• Progressive summarization, add to your notes every time you visit them and leave them better than before.
  • Express - Show your work! Showing your unfinished work is ok and essential to getting feedback for improvement.

Use The PARA Method for storing and retaining information.

  • Project - Things you are currently working on.
  • Area - General Ideas you are working on.
  • Resource - Not being worked on, but you are interested in it. This can be a catch-all area.
  • Archive- Anything not being used currently.


  • Google Calendar for scheduling and event tracking,
  • Focus To-Do to organize my goals, to-do's, and chores.
    • ToDoist is a popular choice for its features and integration with other apps. However, I chose Focus To-do because of its great features, UI, and task/project organization feel better.
  • Use speed reading techniques and apps like Swift to read to help read articles and sites faster and without distractions.
    • Another great alternative is using AI to generate reading synapses for you.
    • Speed reading aims to capture the essential information and critical points, aka topic sentences, and reduce the read time of filler unnecessary words and examples.
  • Automate and delegate thoughtless, low-effort tasks.
  • Tools like Zaiper, IFTTT, and other automated workflow tools can help.


  • Use as many browser base apps as you can. This will allow you to use any device to work from.
  • Use Google and Windows accounts for email management, file syncing, browser profile settings, syncing bookmarkers, etc...
  • Work via a remote workspace like AWS Workspace.
  • Cloud IDEs StackBlitz and Amazon Cloud9 allow for quick coding from any machine.

Step 5: GO FAST

  • Use Workona to manage browser tabs and internet focus.
  • Session and browser management can help with context switching.
  • Forwarding multiple email accounts to one place makes organizing, searching, and prioritizing all emails easier via automated rules, searchability, and replies.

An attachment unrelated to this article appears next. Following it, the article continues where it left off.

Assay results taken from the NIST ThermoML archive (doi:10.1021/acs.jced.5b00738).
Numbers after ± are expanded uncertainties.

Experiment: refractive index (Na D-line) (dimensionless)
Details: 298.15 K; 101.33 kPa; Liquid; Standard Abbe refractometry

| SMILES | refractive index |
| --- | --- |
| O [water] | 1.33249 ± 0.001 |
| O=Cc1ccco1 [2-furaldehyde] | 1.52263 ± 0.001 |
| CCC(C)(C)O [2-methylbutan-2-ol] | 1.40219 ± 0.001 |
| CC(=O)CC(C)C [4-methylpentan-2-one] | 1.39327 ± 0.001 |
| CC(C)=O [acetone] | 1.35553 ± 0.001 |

• I forward Gmail emails to my Hotmail account as I prefer their folder and automation rules systems.
  • Use speech-to-text apps to write ideas quicker.
  • Google keyboard and most smartphones have speech to text
  • Voice In, other speech-to-text Chrome plugins, or *Windows Speech-to-Text+ can be alternatives.
  • If you must type, you could use autocomplete from a smartphone Keyboard or Chrome plugins like FluentTyperto speed it up.
  • Use a password locker such as LastPass for password tracking and autologin.
  • Passwordless is a new technology that can make it quicker for logins.
  • Setting up Two-Factor authentication can prove authentication faster than remembering and typing every site username and password.
  • Use AI assistants like ChatGPT to generate ideas, create rough drafts, code snippets, and troubleshoot blockers.
  • This area is relatively new, but there is countless new AI for video, audio, text, and code generation.

Step 6: Profit!

Create and Teach using your information.

  • Create Blogs, Essays, Articles, and Research papers to share your knowledge.
  • Use a Personal Portfolio Website or any website building and host companies for capturing more final, static, and condensed thoughts and information.
    • Google Sites, wiki apps, and blog sites like Medium are excellent sources of publishing finished work.
    • It should be easy to share, publish, and gather feedback.
  • Create presentations, lectures, class courses, and demos to teach your knowledge.
  • Create Applications, Demonstrations, and Tools to help others apply your knowledge.


Building a Second Brain - a method developed by Tiago Forte